If there is a divorce case and through the process of declaring a
parties financial position it comes out that one of the parties has
dodged a bit of tax can that evidence be held against them?
Generally speaking yes, unless the relevant prosecutor's office provides a grant of immunity from prosecution for the matters disclosed, which basically never happens in a divorce case or ordinary civil case. This is why it is sometimes necessary to invoke the 5th Amendment in the context of a civil case.
Does a judge have the duty to report any law-breaking that arises in
No. It isn't improper for a judge to report law-breaking that is observed in the course of litigation before that judge, but the judge has no duty to do so (absent some very specialized exceptions like treason), and, in practice, rarely does report law-breaking not directly before the judge to evaluate.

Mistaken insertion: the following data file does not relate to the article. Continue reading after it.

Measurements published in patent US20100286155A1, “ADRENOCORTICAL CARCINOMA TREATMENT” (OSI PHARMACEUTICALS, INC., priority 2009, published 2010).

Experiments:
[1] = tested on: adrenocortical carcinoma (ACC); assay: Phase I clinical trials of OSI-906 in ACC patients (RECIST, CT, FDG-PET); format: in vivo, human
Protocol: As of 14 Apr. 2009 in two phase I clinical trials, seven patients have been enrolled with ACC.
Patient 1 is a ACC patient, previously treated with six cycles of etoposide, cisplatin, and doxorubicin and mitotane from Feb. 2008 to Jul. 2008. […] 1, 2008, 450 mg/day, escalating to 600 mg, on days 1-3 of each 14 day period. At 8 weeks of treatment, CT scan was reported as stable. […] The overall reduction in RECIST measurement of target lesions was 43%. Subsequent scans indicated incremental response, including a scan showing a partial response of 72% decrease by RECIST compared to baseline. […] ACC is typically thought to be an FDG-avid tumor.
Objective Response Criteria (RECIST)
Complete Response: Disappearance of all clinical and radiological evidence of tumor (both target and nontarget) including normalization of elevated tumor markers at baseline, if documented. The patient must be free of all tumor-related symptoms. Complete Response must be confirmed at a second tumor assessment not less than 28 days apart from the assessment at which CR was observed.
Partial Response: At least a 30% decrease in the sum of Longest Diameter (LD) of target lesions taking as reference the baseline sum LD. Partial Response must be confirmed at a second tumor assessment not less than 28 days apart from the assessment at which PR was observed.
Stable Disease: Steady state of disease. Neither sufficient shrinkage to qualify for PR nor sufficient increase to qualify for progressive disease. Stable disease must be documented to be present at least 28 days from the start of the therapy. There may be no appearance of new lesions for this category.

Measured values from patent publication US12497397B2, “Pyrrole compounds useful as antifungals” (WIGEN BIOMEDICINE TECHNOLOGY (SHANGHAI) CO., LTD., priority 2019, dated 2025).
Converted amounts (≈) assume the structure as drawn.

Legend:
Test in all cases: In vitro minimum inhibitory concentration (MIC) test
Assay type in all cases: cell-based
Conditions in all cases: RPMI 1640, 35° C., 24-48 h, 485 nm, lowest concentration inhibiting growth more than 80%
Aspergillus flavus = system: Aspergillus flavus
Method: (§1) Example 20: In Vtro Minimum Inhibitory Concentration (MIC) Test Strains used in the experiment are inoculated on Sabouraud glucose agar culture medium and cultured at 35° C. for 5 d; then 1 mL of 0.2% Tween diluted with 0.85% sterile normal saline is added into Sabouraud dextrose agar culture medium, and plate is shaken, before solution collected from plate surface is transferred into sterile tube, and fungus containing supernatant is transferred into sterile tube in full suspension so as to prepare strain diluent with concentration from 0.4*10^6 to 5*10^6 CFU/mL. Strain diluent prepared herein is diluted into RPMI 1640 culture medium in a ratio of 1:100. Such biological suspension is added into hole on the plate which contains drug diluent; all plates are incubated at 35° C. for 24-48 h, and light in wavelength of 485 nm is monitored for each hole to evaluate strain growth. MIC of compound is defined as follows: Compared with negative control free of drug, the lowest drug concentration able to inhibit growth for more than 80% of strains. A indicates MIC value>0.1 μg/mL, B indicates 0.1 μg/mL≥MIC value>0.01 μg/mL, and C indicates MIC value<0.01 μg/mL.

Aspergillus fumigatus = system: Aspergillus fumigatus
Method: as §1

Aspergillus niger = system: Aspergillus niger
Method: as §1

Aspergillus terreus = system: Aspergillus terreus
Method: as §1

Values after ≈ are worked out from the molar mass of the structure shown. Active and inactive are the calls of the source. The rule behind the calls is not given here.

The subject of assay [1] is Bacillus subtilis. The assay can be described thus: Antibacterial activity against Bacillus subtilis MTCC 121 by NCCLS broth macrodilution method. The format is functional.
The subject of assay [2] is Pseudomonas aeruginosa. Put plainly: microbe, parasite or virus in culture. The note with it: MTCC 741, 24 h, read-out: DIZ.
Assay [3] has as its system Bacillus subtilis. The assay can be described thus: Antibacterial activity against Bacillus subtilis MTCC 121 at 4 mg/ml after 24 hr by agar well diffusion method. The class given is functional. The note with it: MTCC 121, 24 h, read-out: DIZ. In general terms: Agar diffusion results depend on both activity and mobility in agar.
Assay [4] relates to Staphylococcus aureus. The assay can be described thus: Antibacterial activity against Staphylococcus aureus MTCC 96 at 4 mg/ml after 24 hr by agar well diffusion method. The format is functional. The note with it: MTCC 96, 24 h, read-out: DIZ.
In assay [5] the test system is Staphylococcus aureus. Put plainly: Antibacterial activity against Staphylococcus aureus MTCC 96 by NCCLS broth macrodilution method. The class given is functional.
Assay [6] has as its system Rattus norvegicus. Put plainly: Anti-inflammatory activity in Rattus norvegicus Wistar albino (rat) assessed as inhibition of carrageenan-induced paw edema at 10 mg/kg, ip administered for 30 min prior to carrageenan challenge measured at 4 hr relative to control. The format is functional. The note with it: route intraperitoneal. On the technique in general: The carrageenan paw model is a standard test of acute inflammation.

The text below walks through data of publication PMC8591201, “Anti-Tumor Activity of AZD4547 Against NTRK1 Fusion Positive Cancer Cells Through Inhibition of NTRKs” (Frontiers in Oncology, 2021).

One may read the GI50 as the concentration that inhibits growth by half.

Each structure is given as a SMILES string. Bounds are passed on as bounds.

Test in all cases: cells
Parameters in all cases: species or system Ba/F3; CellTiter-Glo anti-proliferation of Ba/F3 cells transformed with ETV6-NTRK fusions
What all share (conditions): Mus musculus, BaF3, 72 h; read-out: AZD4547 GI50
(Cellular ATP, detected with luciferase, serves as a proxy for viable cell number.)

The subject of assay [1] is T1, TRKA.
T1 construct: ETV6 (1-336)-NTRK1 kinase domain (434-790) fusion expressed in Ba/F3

In contrast, in criminal cases, during the pre-trial phase of a case (and especially in the pre-arrest phase of a case), a judge often has a duty to keep knowledge of crimes obtained in that way secret until it is disclosed by the prosecution (unless the prosecution improperly fails to disclose something that it is required to disclose). This is so that criminals aren't "tipped off" by a judge of an impending arrest. A judge in Colorado was recently prosecuted and removed from the bench for a disclosure of that kind.
or is a civil case confidential between the two parties?
A judge can seal a civil case, or limit public access to certain documents, but that is the exception and not the norm and has to overcome constitutional protections of the public's right to public trials that media organizations frequently enforce successfully. Confidentiality between the parties can only be imposed for "good cause." Hiding the fact that you cheated on your taxes from tax collection agencies does not constitute good cause.
Most U.S. jurisdictions have an ethical rule for lawyers that prohibits them from threatening to take administrative or criminal actions to gain advantage in a civil case, although the exact details vary quite a bit from jurisdiction to jurisdiction. This does not apply to clients of lawyers acting unilaterally and without guidance from their lawyers.